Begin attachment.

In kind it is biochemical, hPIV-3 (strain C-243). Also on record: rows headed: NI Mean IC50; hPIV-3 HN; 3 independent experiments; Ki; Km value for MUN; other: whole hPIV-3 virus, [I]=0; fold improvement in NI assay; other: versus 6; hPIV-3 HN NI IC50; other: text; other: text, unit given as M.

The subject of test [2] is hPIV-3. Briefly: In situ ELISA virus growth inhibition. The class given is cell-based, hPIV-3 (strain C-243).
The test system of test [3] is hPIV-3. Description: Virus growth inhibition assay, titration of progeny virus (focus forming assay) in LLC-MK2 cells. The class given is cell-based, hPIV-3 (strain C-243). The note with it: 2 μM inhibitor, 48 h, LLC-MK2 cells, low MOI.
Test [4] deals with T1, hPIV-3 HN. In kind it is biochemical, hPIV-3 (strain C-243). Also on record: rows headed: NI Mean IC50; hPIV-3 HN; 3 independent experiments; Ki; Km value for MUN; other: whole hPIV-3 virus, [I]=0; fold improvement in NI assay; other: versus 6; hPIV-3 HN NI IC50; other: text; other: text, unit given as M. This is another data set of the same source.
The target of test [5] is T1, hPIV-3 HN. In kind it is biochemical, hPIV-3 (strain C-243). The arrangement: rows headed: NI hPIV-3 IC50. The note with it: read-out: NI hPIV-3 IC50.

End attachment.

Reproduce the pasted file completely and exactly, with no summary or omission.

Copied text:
In kind it is biochemical, hPIV-3 (strain C-243). Also on record: rows headed: NI Mean IC50; hPIV-3 HN; 3 independent experiments; Ki; Km value for MUN; other: whole hPIV-3 virus, [I]=0; fold improvement in NI assay; other: versus 6; hPIV-3 HN NI IC50; other: text; other: text, unit given as M.

The subject of test [2] is hPIV-3. Briefly: In situ ELISA virus growth inhibition. The class given is cell-based, hPIV-3 (strain C-243).
The test system of test [3] is hPIV-3. Description: Virus growth inhibition assay, titration of progeny virus (focus forming assay) in LLC-MK2 cells. The class given is cell-based, hPIV-3 (strain C-243). The note with it: 2 μM inhibitor, 48 h, LLC-MK2 cells, low MOI.
Test [4] deals with T1, hPIV-3 HN. In kind it is biochemical, hPIV-3 (strain C-243). Also on record: rows headed: NI Mean IC50; hPIV-3 HN; 3 independent experiments; Ki; Km value for MUN; other: whole hPIV-3 virus, [I]=0; fold improvement in NI assay; other: versus 6; hPIV-3 HN NI IC50; other: text; other: text, unit given as M. This is another data set of the same source.
The target of test [5] is T1, hPIV-3 HN. In kind it is biochemical, hPIV-3 (strain C-243). The arrangement: rows headed: NI hPIV-3 IC50. The note with it: read-out: NI hPIV-3 IC50.